Benjamin William Hastings "Benjamin William Hastings" Album Review
Prime Cuts: The Pain You Let Me Feel, So Help Me God, Not Even Once
Overall Grade: 2/5
With legal cases mounting against the church, key leaders being fired or resigned for extra-marital affairs, alcohol and drug addictions, and rape, revenue dropping by almost 20%, and the church band being pulled out from a major world tour, it's safe to say Hillsong Church is in dire straits. Before the mother ship finally sinks, many leaders are securing solo recording deals for themselves. Brooke Ligertwood released her solo worship record earlier this year, now it's Benjamin Hastings' turn. A few months later, Hannah Hobbs will follow suit. It will be interesting to see who among this cohort would be able to carve a solo career in longevity.
For fans of Hillsong, Benjamin Hastings is by no means a novice. He is the voice and co-writer behind UNITED's mega-hit "So Will I (100 Billion X)." Outside of the Australian-based mega church, Hastings has had written for Brandon Lake ("Gratitude") and Cory Asbury ("The Father's House"). Naturally, Hastings has had a hand in co-writing each of these 25 tracks here with an impressive team of scribes including Joel Houston, Aodhan King, Blessing Offor, David Leonard, Hank Bentley, Jeremy Lutito, and Josh Grimmett.
In the song "Message to My Wife," Hastings confesses that this album (of 25 tracks) is "indulgingly long." This is most telling: if you can't even convince yourself that this album is so compelling that even at 25 tracks it is a must-hear, how can you convince your listeners? Frankly, the album is all over the map. There are songs that feel more like "musical memes" ("Jesus What You Think" and "Who's Eden?") , Americana-leaning self-narratives ("Message to My Wife" and "Giveth") and some jazzy interludes ("Hold On to Your Hats"). These songs do show potential, but they feel like demos ready to be worked on rather than ready to be released products.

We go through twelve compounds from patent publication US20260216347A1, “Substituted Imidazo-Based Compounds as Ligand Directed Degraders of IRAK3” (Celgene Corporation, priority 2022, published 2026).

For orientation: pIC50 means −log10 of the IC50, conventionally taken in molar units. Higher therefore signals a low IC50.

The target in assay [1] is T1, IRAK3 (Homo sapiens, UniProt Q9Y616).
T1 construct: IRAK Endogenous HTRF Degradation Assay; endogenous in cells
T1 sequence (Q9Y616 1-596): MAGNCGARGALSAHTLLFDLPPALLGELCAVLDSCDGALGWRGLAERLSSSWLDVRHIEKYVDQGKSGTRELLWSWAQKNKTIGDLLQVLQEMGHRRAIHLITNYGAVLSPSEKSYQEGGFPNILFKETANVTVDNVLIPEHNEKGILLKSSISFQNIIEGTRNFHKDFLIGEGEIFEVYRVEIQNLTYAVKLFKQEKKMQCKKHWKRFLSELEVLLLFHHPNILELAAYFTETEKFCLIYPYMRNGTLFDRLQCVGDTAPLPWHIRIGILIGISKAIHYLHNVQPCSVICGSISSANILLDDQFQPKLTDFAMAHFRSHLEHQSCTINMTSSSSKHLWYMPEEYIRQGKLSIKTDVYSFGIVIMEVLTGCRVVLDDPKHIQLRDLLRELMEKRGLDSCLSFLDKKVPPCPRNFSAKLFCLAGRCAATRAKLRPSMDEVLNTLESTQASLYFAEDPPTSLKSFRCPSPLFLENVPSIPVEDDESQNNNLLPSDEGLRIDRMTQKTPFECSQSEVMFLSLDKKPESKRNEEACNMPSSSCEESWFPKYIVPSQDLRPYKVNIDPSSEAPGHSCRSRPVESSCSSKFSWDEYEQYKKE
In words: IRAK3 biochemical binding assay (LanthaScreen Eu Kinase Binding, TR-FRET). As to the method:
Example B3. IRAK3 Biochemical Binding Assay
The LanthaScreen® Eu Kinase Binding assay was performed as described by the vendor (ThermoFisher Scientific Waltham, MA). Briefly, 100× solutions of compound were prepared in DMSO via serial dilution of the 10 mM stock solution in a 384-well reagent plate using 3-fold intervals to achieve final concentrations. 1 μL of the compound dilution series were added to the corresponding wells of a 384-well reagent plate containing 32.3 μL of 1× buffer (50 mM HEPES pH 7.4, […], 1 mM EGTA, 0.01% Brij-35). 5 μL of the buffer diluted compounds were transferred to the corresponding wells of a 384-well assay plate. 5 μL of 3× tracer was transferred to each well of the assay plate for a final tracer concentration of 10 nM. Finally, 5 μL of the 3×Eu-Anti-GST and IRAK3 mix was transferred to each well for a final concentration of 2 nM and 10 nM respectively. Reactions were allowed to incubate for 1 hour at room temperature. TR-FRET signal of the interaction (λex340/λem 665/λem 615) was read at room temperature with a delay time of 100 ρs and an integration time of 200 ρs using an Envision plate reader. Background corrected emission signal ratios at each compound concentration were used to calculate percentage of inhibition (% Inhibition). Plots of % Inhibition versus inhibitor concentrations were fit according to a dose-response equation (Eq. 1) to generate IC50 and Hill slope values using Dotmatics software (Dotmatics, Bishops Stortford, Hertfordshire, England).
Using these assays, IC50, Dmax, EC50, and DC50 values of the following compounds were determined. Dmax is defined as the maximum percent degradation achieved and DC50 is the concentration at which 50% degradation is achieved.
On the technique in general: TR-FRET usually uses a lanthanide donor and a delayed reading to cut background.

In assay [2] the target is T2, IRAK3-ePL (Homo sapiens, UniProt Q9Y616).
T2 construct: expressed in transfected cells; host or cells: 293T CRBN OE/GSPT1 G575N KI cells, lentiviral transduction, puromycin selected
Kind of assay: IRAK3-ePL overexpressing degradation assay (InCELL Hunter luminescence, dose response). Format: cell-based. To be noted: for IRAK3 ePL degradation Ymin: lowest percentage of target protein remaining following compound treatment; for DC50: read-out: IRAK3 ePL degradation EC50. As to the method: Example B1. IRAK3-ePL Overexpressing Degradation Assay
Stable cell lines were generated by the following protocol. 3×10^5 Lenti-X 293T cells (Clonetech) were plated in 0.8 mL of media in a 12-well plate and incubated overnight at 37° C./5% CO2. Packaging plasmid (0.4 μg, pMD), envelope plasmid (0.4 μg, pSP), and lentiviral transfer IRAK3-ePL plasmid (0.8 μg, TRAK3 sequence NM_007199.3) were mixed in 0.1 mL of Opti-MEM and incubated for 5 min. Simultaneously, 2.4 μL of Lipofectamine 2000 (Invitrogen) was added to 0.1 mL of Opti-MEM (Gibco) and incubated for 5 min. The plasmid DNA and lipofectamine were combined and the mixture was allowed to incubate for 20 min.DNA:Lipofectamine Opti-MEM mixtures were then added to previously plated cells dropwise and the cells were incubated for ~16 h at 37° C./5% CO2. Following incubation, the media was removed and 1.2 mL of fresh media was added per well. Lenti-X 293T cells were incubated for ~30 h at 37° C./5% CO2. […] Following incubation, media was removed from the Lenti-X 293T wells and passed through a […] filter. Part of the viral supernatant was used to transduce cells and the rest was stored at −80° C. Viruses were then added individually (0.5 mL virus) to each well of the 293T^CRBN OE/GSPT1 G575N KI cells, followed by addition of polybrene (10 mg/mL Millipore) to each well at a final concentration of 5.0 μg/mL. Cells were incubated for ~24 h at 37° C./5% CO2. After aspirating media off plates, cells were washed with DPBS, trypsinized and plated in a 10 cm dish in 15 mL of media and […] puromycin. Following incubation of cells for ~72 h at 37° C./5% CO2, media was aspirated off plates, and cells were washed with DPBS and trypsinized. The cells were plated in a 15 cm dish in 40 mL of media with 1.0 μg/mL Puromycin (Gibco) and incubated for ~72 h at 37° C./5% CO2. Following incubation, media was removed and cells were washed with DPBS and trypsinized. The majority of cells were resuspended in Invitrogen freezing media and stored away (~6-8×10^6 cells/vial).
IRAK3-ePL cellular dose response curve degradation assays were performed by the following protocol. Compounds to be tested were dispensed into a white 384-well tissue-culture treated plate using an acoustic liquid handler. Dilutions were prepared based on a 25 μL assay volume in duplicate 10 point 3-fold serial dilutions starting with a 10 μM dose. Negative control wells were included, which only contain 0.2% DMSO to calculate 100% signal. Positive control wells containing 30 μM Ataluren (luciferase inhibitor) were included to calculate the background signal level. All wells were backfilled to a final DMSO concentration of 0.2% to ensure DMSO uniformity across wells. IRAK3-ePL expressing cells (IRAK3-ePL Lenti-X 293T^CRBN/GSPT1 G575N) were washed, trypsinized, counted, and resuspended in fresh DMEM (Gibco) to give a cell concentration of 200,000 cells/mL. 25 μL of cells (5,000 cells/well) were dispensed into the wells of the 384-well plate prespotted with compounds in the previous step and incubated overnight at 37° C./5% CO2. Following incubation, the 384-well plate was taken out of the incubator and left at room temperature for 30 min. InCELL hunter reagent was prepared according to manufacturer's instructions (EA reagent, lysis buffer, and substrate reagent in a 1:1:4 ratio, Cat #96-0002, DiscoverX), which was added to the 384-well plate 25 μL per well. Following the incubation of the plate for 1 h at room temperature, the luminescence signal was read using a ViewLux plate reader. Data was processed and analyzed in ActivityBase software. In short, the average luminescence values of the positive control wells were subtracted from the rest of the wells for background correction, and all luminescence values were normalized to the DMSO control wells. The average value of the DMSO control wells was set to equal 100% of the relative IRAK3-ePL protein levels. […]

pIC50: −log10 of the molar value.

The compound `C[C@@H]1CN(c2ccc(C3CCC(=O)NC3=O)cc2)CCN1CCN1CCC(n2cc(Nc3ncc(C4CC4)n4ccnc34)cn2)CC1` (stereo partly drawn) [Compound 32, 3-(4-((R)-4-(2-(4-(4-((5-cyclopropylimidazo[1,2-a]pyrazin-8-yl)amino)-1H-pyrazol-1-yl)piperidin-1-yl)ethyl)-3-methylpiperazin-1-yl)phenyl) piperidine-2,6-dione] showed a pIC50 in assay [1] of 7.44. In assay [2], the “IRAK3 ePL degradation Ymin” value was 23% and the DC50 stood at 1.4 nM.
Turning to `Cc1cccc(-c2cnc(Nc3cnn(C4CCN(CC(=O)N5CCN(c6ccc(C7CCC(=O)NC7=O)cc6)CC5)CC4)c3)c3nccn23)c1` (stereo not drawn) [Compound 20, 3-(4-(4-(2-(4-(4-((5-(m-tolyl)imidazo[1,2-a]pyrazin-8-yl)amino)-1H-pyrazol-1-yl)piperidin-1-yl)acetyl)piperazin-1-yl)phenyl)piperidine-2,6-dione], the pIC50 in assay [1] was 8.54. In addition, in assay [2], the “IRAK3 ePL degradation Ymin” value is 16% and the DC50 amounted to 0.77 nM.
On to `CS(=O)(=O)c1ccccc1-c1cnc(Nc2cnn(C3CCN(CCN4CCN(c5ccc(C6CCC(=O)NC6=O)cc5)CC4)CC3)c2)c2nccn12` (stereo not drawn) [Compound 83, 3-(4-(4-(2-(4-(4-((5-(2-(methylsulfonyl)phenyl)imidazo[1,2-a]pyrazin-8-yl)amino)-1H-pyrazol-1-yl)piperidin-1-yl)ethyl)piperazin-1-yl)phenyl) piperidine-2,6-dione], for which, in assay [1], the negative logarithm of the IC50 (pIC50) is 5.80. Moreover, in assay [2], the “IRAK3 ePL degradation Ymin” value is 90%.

As for the more developed songs, none of them registers. Don't expect classics such as "O Praise the Name" or "So Will I (100 Billion X)," the songs here are nebulous melodically and most of them sound similar to each other. Hastings also has a tendency to murmur making it hard to decipher what he is singing, especially in the moving "A Father's Blessing." Granted that he tries to be honest with his own struggles ("Cathedrals of the Nelder Grove" and "So Help Me God"), Hastings is often let down by the sloppy melodic constructions. 25 songs, as Hastings himself admits, is too indulgent. It would have been so much better if he limits the album to 10 cuts and cut off the dross.
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